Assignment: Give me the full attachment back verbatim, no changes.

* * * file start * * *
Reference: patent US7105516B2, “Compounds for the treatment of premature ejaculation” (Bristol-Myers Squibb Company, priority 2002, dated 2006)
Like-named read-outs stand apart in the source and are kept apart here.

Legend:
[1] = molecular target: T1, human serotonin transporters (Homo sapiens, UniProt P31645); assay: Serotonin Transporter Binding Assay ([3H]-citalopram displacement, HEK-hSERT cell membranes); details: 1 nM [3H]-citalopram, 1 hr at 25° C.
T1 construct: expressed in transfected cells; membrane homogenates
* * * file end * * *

Reference: patent US7105516B2, “Compounds for the treatment of premature ejaculation” (Bristol-Myers Squibb Company, priority 2002, dated 2006)
Like-named read-outs stand apart in the source and are kept apart here.

Legend:
[1] = molecular target: T1, human serotonin transporters (Homo sapiens, UniProt P31645); assay: Serotonin Transporter Binding Assay ([3H]-citalopram displacement, HEK-hSERT cell membranes); details: 1 nM [3H]-citalopram, 1 hr at 25° C.
T1 construct: expressed in transfected cells; membrane homogenates